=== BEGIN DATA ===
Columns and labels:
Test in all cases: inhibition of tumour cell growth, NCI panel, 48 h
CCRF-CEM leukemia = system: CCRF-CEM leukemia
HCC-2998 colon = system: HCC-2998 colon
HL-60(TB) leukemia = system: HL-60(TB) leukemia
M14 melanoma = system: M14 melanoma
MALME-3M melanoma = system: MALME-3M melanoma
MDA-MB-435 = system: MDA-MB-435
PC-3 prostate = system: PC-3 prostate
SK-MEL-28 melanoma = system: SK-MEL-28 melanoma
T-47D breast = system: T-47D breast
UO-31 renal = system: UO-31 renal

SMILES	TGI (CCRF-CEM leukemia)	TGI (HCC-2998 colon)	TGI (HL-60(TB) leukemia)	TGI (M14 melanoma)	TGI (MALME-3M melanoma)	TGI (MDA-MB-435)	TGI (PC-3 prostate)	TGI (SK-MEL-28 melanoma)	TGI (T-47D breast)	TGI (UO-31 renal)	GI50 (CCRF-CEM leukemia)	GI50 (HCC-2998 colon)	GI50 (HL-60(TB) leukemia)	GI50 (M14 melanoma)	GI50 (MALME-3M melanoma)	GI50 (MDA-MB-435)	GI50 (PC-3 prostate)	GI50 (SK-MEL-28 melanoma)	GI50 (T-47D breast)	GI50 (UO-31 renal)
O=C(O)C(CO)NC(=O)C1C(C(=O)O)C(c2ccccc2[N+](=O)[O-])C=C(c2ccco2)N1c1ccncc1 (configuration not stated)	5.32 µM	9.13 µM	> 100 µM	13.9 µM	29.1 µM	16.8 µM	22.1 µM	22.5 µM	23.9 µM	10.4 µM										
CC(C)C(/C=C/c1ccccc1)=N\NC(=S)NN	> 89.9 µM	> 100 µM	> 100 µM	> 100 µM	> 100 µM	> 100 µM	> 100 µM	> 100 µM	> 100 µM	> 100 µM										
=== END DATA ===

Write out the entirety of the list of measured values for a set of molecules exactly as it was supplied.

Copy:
Columns and labels:
Test in all cases: inhibition of tumour cell growth, NCI panel, 48 h
CCRF-CEM leukemia = system: CCRF-CEM leukemia
HCC-2998 colon = system: HCC-2998 colon
HL-60(TB) leukemia = system: HL-60(TB) leukemia
M14 melanoma = system: M14 melanoma
MALME-3M melanoma = system: MALME-3M melanoma
MDA-MB-435 = system: MDA-MB-435
PC-3 prostate = system: PC-3 prostate
SK-MEL-28 melanoma = system: SK-MEL-28 melanoma
T-47D breast = system: T-47D breast
UO-31 renal = system: UO-31 renal

SMILES	TGI (CCRF-CEM leukemia)	TGI (HCC-2998 colon)	TGI (HL-60(TB) leukemia)	TGI (M14 melanoma)	TGI (MALME-3M melanoma)	TGI (MDA-MB-435)	TGI (PC-3 prostate)	TGI (SK-MEL-28 melanoma)	TGI (T-47D breast)	TGI (UO-31 renal)	GI50 (CCRF-CEM leukemia)	GI50 (HCC-2998 colon)	GI50 (HL-60(TB) leukemia)	GI50 (M14 melanoma)	GI50 (MALME-3M melanoma)	GI50 (MDA-MB-435)	GI50 (PC-3 prostate)	GI50 (SK-MEL-28 melanoma)	GI50 (T-47D breast)	GI50 (UO-31 renal)
O=C(O)C(CO)NC(=O)C1C(C(=O)O)C(c2ccccc2[N+](=O)[O-])C=C(c2ccco2)N1c1ccncc1 (configuration not stated)	5.32 µM	9.13 µM	> 100 µM	13.9 µM	29.1 µM	16.8 µM	22.1 µM	22.5 µM	23.9 µM	10.4 µM										
CC(C)C(/C=C/c1ccccc1)=N\NC(=S)NN	> 89.9 µM	> 100 µM	> 100 µM	> 100 µM	> 100 µM	> 100 µM	> 100 µM	> 100 µM	> 100 µM	> 100 µM										